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|Title:||An exploratory investigation of how people with intellectual disabilities experience anxiety and depression|
|Presented at:||University of Leicester|
|Abstract:||Literature on the experiences of people with intellectual disabilities of anxiety and depression is reviewed, with emphasis on how these experiences might be similar or dissimilar to those of the general population. The review considered factors that make people with intellectual disabilities vulnerable to anxiety and depression, issues in the assessment of anxiety and depression with this client group and the applicability of psychological understandings of anxiety and depression to people with intellectual disabilities. The literature suggested that people with intellectual disabilities typically experience anxiety and depression in very similar ways to the general population. Implications for clinical practice and directions for future research are discussed.;The research report aimed to explore the experiences of eight people with intellectual disabilities of anxiety and depression. Semi structured interviews were conducted and the transcripts were analysed using Interpretative Phenomenological Analysis (IPA; Smith, 1995). Four super ordinate themes emerged; 1) identifying a change in affective state; 2) Describing these changes feel different; 3) understanding the experience, making sense of the changes, labelling them and relating them to internal factors; 4) Coping with the changes. The findings are discussed in relation to the existing literature, implications for clinical practice are outlined and directions for future research are suggested.|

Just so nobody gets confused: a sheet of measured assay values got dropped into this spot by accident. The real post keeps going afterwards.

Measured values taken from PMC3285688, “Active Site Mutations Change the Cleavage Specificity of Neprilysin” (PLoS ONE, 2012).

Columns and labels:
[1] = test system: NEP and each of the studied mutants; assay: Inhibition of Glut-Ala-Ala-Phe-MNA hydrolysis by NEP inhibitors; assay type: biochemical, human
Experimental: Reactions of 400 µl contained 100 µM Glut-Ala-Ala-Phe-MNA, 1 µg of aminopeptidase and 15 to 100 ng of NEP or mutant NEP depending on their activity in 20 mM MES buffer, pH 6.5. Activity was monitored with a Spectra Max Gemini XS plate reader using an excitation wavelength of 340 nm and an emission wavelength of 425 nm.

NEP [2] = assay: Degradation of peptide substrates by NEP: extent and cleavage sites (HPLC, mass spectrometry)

|Rights:||Copyright © the author. All rights reserved.|
|Appears in Collections:||Theses, School of Psychology|
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